The dog’s name is Luca, he’s a giant poodle, an oversized standard. He gets a bit whiffy. August 1, 2014 at 4:20pm Reply

    • Victoria: Hardly prosaic! I love the imagery you’ve painted. August 4, 2014 at 8:27am Reply

  • Maren: Last night at the park where I walk the maintenance garage door was open. It was a weird mix of fertilizer, oily grease for the mechanical equipment and a vegetal watery smell from the nearby lake. Loved it! And I only really focused on it because of the scent diary here and consciousness of cultivating my sense of smell because of this blog. Scent of the day is Rose d’Ete, so lovely as it so fits this gorgeous lovely summer day where I am. August 1, 2014 at 5:03pm Reply

    • Victoria: In Ukraine I smelled a bright yellow rose that reminded me so much of Rose d’Ete. I love that perfume. August 4, 2014 at 8:28am Reply

  • Hamamelis: My first comment here, just entered the world of perfume since spending a fortnight in a house situated in an orange grove, while the oranges blossomed…after which I tried to find the perfect (affordable) orange blossom perfume. I found a few, as well as a new real pleasure…seeing pictures or feeling atmospheres in perfume. Love reading this blog, helps enormously.
    Besides my so far all time favourite scent, the flowering Hamamelis in the cold of winter (I don’t think there is any perfume that can mimic this… or at least I haven’t found it) what I love to smell every day I my dog’s paws. Dry, sweet, earthy, homely.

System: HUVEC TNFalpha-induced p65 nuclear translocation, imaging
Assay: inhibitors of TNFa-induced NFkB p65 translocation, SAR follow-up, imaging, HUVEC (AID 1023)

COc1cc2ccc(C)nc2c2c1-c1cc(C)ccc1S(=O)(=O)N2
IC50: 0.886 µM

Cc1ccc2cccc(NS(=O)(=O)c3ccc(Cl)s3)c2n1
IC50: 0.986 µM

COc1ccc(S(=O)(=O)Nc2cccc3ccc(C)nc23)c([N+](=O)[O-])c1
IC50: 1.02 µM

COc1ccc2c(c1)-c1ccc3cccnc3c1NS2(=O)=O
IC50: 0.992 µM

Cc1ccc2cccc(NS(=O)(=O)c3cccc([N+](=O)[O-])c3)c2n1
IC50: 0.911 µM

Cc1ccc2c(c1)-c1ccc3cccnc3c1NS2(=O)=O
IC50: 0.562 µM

And the scent of my phloxes in the garden… August 2, 2014 at 5:58am Reply

    • Andy: First of all, a great big welcome from all of us here at Bois de Jasmin! I couldn’t help but comment because your foray into the perfume world reminds me of my own. It took an experience around some beautifully scented plants for me to realize my keen interest in scent. I too adore the scent of hamamelis blooms, though I’ve never found anything like it in a perfume. It’s such an unexpected experience, to walk through the snow and bury one’s nose in the wiry blossoms, to find such a bright, spicy scent. The warm fragrance is such a contrast to the sharp, biting cold. August 2, 2014 at 11:38am Reply

      • Hamamelis: Thank you Andy for your warm welcome! I am looking forward to learning lots of the experienced visitors here. It is so true what you say that the scent of the hamamelis is so extra special because it is one of the few scented flowers in Winter…Thank you again. August 2, 2014 at 1:37pm Reply

    • Victoria: A warm welcome from me too! 🙂
      I’d love to know which orange blossom perfumes you’ve discovered. It’s one of my favorite notes too, and I can never resist another orange blossom. August 4, 2014 at 8:30am Reply

      • Hamamelis: Thank you very much Victoria, I think your blog is truely marvellous and full of treasures. My perfume/colognes are so far mainstream (following among others your advice for starters on the scent trail):
        Secret d’essences neroli and un matin en un jardin fleur d’agrumes Yves Rocher
        Nerola orange blossom and Malibu lemon blossom Pacifica
        Fleur d’oranger Fragonard

        I would be thrilled if you would suggest some; the aux pays de la fleur d’oranger ones are on my wishlist.
        Thank you again for your scent inspirations. August 4, 2014 at 9:38am Reply

        • Victoria: They are really well-crafted fragrances! Yves Rocher spends more money on its perfumes than some niche brands, so you have made good choices.
          Do you have a budget in mind for more recommendations? August 4, 2014 at 5:37pm Reply